1. Study Programmes: Non-Qualification
2. “It is essential for Yeovil College that our distinctive entitlement activity is
recognised in the new Study Programmes and recorded to celebrate what our
students achieve, for themselves and their community”
Andy Perlejewski, Director 14-19 Vocational Curriculum
About the College
Yeovil College is a medium-sized general further education College serving South Somerset and
North and West Dorset. The main campus is in Yeovil, along with specialist centres for
construction skills, motor vehicle studies and the University Centre. There are also smaller centres
in Shaftesbury and Bridport which provide vocational programmes mainly in engineering,
construction and hair and beauty.
There are currently approximately 1,600 16-19 learners on full time programmes, about 1,400
adults on part time courses and over 1,400 on employer responsive programmes, which includes
The College offers courses in 14 of the 15 sector subject areas, with preparation for life and work,
science and mathematics, health, public services and care and arts, media and publishing
recruiting the largest numbers of learners. Most learners, both part time and full time, take
intermediate or foundation programmes. However, a significant proportion of 16 to 18 year olds
and adult learners are on advanced programmes such as GCE AS and A levels and BTEC
national diplomas. The College works with two 14-19 Partnerships delivering a range of level 1
programmes to about 200 local school pupils and has developed Higher Education programmes in
collaboration with four universities.
The region served by the College has low unemployment but low wages for those in employment.
The proportion of young people not in education, employment or training has increased recently
and the College is working in collaboration with schools and Colleges in the South West of
England to encourage these young people to gain qualifications. The proportion of pupils gaining
five GCSE A* to C grade passes in the area is below the national average.
One issue for the College in planning for Study Programmes in 2013/14 has been that the total
guided learning hours expected for each student amounts to more, in some cases, than those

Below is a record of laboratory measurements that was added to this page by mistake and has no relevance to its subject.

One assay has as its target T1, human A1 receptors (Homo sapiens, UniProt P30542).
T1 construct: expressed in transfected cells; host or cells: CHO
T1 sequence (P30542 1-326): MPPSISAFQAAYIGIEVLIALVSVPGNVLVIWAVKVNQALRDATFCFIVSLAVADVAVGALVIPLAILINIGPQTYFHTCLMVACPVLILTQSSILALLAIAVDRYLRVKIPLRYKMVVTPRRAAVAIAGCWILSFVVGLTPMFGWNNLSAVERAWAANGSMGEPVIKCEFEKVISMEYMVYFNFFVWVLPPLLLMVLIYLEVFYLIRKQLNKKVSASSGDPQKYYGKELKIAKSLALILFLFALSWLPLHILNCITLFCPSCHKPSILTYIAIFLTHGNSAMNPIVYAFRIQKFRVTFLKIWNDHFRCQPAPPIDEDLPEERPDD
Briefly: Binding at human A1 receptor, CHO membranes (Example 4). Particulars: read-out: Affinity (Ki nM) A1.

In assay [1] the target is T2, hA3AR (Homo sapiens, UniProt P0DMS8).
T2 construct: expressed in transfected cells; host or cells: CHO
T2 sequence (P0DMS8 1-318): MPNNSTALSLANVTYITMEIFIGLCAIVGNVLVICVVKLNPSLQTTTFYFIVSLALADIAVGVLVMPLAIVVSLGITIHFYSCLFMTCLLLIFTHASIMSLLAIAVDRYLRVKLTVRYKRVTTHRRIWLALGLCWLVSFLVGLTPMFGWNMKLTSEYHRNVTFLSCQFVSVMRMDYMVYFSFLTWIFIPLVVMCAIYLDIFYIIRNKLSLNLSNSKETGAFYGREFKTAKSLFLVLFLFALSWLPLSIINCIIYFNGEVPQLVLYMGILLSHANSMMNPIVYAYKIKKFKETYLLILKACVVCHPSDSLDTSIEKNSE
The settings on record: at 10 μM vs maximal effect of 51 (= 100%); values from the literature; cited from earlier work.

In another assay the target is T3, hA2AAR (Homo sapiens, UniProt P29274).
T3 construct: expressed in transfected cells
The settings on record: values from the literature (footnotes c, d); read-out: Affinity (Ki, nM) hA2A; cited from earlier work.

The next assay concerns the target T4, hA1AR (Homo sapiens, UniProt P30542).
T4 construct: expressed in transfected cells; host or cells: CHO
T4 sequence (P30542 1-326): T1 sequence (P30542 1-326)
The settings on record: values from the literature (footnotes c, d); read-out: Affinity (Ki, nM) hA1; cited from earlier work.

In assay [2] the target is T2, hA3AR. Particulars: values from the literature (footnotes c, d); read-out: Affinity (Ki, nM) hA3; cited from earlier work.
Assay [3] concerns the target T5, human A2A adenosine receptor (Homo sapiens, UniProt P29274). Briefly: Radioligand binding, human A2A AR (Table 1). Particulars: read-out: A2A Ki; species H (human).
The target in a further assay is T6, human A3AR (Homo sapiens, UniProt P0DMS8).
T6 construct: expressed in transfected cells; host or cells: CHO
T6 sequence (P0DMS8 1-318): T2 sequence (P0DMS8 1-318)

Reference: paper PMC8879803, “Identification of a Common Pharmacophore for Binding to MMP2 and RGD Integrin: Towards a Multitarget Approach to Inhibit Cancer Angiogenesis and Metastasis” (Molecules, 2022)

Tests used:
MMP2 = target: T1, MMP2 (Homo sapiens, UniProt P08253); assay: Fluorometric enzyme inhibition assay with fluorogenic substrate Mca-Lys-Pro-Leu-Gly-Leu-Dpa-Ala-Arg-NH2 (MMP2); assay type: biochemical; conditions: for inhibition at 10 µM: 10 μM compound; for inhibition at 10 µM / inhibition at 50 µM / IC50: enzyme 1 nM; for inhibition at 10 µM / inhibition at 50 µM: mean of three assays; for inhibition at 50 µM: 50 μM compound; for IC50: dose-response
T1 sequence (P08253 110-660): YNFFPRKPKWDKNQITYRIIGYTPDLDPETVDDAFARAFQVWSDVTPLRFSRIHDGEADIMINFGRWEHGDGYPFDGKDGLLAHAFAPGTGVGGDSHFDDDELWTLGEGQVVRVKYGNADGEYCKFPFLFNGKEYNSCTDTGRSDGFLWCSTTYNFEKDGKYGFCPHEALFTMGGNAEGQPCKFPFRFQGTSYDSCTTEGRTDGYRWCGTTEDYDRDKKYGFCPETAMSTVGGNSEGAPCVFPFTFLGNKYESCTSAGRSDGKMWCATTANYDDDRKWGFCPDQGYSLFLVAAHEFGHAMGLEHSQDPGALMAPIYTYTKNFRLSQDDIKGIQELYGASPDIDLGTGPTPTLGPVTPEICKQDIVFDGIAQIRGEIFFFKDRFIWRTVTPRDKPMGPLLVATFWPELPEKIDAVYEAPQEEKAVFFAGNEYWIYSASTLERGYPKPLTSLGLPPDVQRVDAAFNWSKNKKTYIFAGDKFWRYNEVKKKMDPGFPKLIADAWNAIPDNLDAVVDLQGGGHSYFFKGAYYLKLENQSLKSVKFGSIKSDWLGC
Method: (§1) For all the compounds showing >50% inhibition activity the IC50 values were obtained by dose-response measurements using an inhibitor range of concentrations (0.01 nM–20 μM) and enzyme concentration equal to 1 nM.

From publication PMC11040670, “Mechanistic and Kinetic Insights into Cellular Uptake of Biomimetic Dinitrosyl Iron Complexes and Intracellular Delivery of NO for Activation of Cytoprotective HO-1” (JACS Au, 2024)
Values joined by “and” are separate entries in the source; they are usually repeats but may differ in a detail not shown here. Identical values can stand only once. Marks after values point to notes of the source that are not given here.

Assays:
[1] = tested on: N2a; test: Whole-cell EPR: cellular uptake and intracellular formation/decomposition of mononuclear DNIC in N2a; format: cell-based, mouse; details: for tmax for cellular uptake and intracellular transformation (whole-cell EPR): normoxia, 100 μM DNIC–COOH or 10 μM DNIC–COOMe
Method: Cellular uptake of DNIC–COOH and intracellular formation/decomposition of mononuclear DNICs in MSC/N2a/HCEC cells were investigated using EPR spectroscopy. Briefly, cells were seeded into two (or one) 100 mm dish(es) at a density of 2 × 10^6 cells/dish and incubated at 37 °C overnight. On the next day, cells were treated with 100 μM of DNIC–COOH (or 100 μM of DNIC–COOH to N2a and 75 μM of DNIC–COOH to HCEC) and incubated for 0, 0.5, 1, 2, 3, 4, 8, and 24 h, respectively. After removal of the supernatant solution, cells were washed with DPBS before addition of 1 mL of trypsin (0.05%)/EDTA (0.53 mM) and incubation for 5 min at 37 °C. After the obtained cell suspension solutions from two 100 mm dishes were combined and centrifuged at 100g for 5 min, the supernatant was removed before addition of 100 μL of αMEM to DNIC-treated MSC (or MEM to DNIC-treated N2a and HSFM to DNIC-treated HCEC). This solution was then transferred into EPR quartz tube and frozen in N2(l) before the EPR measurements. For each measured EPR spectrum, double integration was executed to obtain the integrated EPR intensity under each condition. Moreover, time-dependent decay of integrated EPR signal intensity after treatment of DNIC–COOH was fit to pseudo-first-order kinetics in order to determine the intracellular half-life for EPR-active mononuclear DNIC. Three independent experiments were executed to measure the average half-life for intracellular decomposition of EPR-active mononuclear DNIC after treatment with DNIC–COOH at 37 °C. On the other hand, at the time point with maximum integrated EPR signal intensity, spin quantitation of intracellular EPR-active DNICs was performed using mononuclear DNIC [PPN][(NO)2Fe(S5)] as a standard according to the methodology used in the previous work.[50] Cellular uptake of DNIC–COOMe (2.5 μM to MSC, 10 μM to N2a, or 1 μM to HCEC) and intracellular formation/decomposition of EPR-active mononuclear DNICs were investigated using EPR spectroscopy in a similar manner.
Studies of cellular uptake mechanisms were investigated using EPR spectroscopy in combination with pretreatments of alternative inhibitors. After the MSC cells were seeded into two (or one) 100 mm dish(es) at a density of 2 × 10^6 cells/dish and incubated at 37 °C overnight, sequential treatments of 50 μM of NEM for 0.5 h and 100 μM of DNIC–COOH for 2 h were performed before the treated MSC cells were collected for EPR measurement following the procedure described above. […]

allocated to current similar programmes of study.
The core planned learning hours for qualification activity varies by level of Study Programme and
also between academic qualifications, such as GCE AS and A Level, and vocational. Additional
time is planned in as necessary for Maths and English and entitlement learning.
The College is planning around 600 hoours for student timetables but not all of the hours will have
direct face to face contact. This approach to supporting learning through staff time has been used
particularly with non-qualification activity, as shown below.
3. Additional or Non-Qualification Learning
One principle for the College in its planning for Study Programmes was to ensure that the rounded
development of young people was retained. For example, the College has extensive and
successful volunteering and sports activities.1
Space has been allocated to these and similar
activities within Study Programme timetables, with the personal tutor being provided with
additional time to ensure that the activity is undertaken in a structured and beneficial way, with its
outcomes recorded. A Student Logbook is used for recording purposes co-signed by the
placement provider, sports supervisor or personal tutor, as appropriate, alongside the student.
Given the importance of recording and recognising each student’s individual additional activity,
the College decided to develop its electronic tracking system for Study Programme scheduling.
The software used is “eTracker”,2
a package also utilised by Bath College and Somerset College,
nearby. The three Colleges joined together to plan the adaptations needed for eTracker if it were
to capture all Study Programme activity coherently and efficiently, including the recording of
entitlement learning. An eTracker representative worked with them in this exercise.
Initially in planning it was thought that the management information requirement for entitlement
within Study Programmes covered four areas. These were:
Directed Study, which is time allocated to study in learning centres and the like, with
guidance or supervision
Work Experience, also supervised and recorded
Employability Skills, which is in taught or supervised sessions visits by guest speakers or
mentoring from local companies, and
Sports Enrichment, again supervised and logged.
All the partner Colleges find these categories useful but Yeovil has added a fifth, Volunteering, to
ensure its established strengths in this area, serving students and the local community, are
As eTracker monitors the individual progress of students against their personal targets and
presents all the relevant information in a single page, Yeovil and its partners have worked together
to ensure that the criteria for information being recorded for each type of activity are right for this
presentation. The eTracker staff are creating a page for each of the five entitlement activities so
that student and tutor can record and sign-off the activities and achievements in each category.
In adopting this approach, Yeovil College believes that Study Programmes will enable all the
personal development activities undertaken by young people to be credited to them as clearly as
their qualification based learning will be.
4. Association of Colleges 2013
2-5 Stedham Place London WC1A 1HU
Tel: 020 7034 9900 Fax: 020 7034 9950
Email: Projects@aoc.co.uk Website: www.aoc.co.uk/projects